I have been thinking lately about how important it is to have order in our lives. I believe that I am more productive, more settled, and happier when I feel like my life is orderly. I enjoy my home more when it is neat and orderly. Yesterday's clothes left on the floor doesn't feel as good to me as clothing on a hanger. Knowing what I am going to eat for lunch as I leave for work feels better to me than figuring it out when I am hungry at 12:30 after a morning of classes. Walking into school with strong lesson plans for the day is better than putting a plan together at the last minute or simply winging it. I like to plan my daily and weekly schedule carefully. Somehow all of this orderliness keeps me happy and settled.
I believe that students need this as well. For years, I have placed a strong priority on students walking in to an orderly, set up classroom. I never hand out or collect music in class. I prepare folders ahead of time, outside of class, and collect music the same way. I think my students appreciate this. I feel confident that they appreciate the effort that it takes to be orderly and efficient with class-time. I also believe in strong classroom routines: introduction, warm up, content and related activity, closure. These routines set up a safe and predictable learning environment.
The new school year has begun at NCSSM and orchestra is off to a great start. I have truly enjoyed getting to know all of our new junior string players. Rehearsals have been vibrant and productive right out of the gate. One thing that has stuck me again this year is the importance of seating in the orchestra and the order that seating facilitates. Remember that my orchestra changes by just about 50% every year. We are a two-year school and when a class graduates, half of the orchestra departs. Also, I really don't find out how many students will be in my orchestra or instrumentation until the first day of class. This year I am blessed with incredibly balanced sections: 24 violins, 10 violas, 15 celli, and 2 basses. I hold auditions very early in the year for my students to introduce themselves to me musically, but for our first few rehearsals, I don't really have a seating order. We sight-read music and students are permitted to sit anywhere they wish within their section. This year we had three rehearsals before I could establish a seating chart and sections for the group. While those three rehearsals were fine, I must admit that they never really felt "good."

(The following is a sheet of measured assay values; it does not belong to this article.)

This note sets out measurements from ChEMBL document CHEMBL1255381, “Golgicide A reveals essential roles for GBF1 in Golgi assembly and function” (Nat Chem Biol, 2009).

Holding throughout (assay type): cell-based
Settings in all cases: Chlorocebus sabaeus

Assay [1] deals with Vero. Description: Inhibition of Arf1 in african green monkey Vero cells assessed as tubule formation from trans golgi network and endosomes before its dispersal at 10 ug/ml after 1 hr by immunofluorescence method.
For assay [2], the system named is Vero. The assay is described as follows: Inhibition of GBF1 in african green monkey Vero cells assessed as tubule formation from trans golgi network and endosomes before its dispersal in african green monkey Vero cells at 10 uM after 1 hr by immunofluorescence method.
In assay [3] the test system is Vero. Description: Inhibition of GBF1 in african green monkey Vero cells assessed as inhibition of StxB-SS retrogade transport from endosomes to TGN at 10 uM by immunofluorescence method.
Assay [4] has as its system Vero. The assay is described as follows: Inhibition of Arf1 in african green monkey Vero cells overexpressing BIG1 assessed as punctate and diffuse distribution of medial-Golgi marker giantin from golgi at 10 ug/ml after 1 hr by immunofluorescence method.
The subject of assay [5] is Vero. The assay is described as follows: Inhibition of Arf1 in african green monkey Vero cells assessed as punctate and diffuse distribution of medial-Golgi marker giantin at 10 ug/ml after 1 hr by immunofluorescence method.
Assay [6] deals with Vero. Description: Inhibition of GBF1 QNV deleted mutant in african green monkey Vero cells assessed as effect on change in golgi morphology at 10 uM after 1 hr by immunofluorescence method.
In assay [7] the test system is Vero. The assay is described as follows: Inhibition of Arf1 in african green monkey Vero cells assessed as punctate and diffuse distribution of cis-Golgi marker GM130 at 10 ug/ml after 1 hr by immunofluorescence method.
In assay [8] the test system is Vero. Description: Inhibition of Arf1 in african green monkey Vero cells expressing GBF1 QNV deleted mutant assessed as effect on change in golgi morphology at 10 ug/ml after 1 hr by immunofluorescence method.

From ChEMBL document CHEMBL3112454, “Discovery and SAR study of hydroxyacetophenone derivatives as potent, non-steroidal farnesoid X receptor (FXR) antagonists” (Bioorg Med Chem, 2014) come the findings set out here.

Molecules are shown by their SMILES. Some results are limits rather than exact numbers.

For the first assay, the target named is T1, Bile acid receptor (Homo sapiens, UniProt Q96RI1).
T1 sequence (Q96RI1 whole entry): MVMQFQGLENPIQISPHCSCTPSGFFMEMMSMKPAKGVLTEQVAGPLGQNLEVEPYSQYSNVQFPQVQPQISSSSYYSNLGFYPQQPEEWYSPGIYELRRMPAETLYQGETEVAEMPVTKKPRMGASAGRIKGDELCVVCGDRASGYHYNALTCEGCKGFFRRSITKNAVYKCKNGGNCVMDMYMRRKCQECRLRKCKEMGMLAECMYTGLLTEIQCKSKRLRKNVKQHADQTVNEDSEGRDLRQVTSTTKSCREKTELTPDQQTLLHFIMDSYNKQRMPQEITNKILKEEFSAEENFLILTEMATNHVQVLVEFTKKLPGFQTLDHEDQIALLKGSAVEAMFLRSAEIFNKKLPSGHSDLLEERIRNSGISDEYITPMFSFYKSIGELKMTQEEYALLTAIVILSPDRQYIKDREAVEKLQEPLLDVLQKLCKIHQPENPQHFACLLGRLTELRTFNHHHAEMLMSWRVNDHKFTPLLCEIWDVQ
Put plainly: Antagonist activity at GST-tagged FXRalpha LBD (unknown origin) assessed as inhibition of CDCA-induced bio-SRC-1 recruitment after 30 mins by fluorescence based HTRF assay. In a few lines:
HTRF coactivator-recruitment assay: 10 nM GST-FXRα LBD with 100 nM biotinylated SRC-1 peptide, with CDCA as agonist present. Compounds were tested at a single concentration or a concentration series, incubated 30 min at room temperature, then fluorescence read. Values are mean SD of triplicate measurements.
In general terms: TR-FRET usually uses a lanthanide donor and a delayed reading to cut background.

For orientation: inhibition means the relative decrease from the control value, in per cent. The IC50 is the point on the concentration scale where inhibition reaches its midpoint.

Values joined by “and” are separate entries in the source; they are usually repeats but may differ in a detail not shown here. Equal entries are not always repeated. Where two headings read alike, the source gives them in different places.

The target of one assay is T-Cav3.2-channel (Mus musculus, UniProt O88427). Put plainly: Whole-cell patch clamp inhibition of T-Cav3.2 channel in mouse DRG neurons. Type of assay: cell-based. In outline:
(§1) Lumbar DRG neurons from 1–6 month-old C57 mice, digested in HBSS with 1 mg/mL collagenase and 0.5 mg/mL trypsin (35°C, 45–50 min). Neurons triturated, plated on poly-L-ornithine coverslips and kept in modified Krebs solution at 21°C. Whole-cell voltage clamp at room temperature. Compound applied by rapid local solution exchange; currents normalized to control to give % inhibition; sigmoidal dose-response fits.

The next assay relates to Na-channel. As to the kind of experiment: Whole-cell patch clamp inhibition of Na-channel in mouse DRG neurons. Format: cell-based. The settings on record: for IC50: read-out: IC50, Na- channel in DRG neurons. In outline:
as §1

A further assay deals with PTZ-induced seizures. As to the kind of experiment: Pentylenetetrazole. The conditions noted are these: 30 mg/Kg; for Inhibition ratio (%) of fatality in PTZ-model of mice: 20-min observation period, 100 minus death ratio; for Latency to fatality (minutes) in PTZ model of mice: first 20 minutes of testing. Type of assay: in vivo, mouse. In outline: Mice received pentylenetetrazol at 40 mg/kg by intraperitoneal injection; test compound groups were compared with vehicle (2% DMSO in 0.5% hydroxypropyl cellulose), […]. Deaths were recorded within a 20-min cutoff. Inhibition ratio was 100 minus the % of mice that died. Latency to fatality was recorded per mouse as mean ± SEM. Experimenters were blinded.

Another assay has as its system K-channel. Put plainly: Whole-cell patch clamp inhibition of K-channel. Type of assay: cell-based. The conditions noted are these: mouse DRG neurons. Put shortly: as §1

By the 2nd week of classes, I had been able to review video auditions and begin to establish some sense of "who is in the room" in my mind. I created a seating order and assigned violin students into violin I and II sections. (I should say that I do my best to create "even" sections and rely heavily on assigning some of my top players to leadership positions in the 2nd violin violin section. I also provide opportunities for some of my less experienced players to test themselves with the sometimes more challenging violin I parts. And, I always have some students that are simply not ready for the upper positions presented in violin I parts.) But here is the interesting fact: once students received their section assignment, seating placement, and stand partner, the ensemble seemed to transform quickly. In fact, immediately. Things were more settled. Students quickly became comfortable and began to dig into the task at hand in a different way. It is hard for me to clearly articulate the transformation, but I would simply say that it felt more comfortable. Every rehearsal since that time has had the same feel. All I can attribute this to is the confidence that comes with order. Everyone now knows where they will sit, what part they will play, who their stand partner is, and they are beginning to develop a sense of their role as part of the larger group.
This has been a good reminder for me. Sometimes I forget the importance of routine and order. Of course, alternately, sometimes it is good to shake up a routine and order. But, order has to, in fact, be established before it can be "shook up." We crave order as humans. We respond well to predictability and comfort. This has been a great reminder for me as we begin the new school year.
I wish you all the best as you begin to establish the order in your classroom and rehearsals to start the new year.